Better orchestra photos

So many thanks to people who commented on my last post! I complained about boring photos of orchestras in that post, and several people offered links to better ones.

What I’m going to do now is pass on those links, along with some photos, and ask what people think. Are these photos improvements? How, why? Or how could they be better? I’ll save any thoughts I might have for later. Right now, I want your opinion!

I’ll do this in two or three posts. Here’s a start:

Robbie Ellis mentioned an orchestra he’s been involved with, as composer and broadcaster — the New Zealand Symphony:

For its last two seasons [Robbie wrote], the New Zealand Symphony Orchestra has let a design agency go nuts and made their programmes into beautiful art works. The agency comes up with high thematic concepts, photographs the orchestra players in studio (costumes, make-up, props, the works), then puts in hundreds and hundreds of hours in Photoshop.

Here’s some of the art from the latest season launch, along with a 5-minute behind-the-scenes video:

I never thought that the Elgar Cello Concerto could be marketed interestingly, but they dressed ther principal cellist in a WWI lance corporal’s uniform amid the wreckage of war. I found it compelling.

There’s a lot more, I could add. Some cinematic sea battles

and this photo of a violinist:

And Andy wrote:

I really like what my hometown orchestra (Louisville Orchestra) did for photos. They took these quirky pics of their musicians at all these local landmarks and cultural centers unique to Louisville. To me they conveyed a fun sense of community (opposite of stodgy stage shots). And the photos are high-end – I’m guessing an ad agency or pro photographer took them.

Here’s one:

More here. The photos are at the bottom of the home page. You’ll see a different one each time you go there.


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  1. says

    This is totally inconsequential, but I realise now I got my military insignia wrong. 1 stripe = lance corporal, 2 stripes = corporal. My most fulsome apologies, “Cpl” Andrew Joyce (NZSO Principal Cello).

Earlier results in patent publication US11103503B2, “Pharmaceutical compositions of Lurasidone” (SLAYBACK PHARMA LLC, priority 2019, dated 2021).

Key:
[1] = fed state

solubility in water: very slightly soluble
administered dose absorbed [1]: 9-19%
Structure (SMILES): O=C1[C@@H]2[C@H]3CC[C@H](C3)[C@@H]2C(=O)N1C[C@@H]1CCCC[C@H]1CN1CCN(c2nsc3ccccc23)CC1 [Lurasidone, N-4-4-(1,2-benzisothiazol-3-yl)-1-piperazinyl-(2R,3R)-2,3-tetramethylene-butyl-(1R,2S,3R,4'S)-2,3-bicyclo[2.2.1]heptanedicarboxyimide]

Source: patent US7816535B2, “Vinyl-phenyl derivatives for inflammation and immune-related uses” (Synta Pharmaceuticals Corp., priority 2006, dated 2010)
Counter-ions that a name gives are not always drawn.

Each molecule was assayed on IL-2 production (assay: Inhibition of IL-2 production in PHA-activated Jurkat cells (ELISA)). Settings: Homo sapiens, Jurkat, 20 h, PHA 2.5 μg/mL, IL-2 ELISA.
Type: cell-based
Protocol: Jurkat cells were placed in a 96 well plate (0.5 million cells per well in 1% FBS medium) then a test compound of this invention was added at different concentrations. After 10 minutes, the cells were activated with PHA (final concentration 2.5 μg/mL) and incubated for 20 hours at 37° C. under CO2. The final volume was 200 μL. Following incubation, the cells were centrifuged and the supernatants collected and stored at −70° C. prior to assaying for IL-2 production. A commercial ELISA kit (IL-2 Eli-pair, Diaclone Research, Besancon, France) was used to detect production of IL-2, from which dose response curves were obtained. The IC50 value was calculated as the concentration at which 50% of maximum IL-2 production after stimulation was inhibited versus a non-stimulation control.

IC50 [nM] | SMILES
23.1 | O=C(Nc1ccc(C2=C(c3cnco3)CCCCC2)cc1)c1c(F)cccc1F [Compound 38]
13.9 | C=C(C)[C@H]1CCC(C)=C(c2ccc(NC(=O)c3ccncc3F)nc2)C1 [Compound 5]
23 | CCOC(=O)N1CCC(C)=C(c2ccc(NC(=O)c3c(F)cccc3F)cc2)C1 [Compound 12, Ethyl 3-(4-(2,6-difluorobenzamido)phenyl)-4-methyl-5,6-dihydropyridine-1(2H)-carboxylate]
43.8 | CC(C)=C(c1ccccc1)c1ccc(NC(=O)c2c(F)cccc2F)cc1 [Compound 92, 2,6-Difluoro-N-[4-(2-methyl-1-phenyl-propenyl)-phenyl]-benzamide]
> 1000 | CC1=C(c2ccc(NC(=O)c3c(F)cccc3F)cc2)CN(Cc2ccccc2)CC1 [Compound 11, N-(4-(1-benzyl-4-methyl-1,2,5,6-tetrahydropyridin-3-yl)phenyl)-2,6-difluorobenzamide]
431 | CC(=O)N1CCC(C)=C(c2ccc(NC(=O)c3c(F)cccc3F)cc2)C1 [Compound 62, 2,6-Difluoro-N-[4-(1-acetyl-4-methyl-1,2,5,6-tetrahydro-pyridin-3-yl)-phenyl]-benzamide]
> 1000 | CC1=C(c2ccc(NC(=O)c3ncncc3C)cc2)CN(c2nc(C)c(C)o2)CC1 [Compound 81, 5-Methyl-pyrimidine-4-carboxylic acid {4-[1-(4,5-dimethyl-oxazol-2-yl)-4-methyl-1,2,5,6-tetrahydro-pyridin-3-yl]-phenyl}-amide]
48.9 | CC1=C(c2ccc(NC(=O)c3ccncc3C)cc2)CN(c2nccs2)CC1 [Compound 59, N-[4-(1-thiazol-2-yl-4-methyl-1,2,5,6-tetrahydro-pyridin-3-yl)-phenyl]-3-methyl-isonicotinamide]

2. says

    You know, having browsed through all the comments about how different orchestras have been approaching this question (including my local one, the CBSO, who have focused in on individual players a lot in their publicity over the past few years), I’m beginning to wonder if the problem you had with all the dull images was partly a function of the search strategy. The more generic the search terms in google images, the more stereotyped the results tend to be – you get the prototypical rather than the cutting edge.

    I tried a search for ‘quirky orchestra’ to test this hypothesis, and the violinist pic you show came up as the 3rd result.

    Of course, one hopes that the eventual result of these photographic endeavours would be to shift the prototypical definition of what constitutes the image of an orchestra, but that’s kind of tricky if people are, in the meantime, labelling the interesting stuff as ‘not your typical orchestra…’.

    • says

      Liz, I’ve been looking at photos of orchestras and orchestra musicians for years, on the web and elsewhere. The ones I found in my search were typical of what I’ve always seen. I’d think that by searching for “quirky orchestra,” you’re loading the dice. Calibrating your search to find unusual images. If I search simply for “orchestra,” I’m going to find the kind of photos most commonly out there, won’t I?

      It’s perfectly reasonable to label the interesting stuff as “not your typical orchestra.” Because it isn’t! Are we supposed to decide that the atypical photos are the norm?

      The real control here is to troll orchestra websites, and walk by concert halls to look at the posters. I do the latter regularly when I walk past Lincoln Center in NYC. The photos I found in my search are very much the norm. Exactly what I’ve found on websites, and prominently displayed at both Lincol Center and Carnegie Hall. Not to mention at other concert halls I’ve visited.

  3. says

    I have the perfect caption for this photo of the violinist in full concert dress apparently serenading no one in particular, ” I studied with Heifetz, and I still have to play these park gigs! “.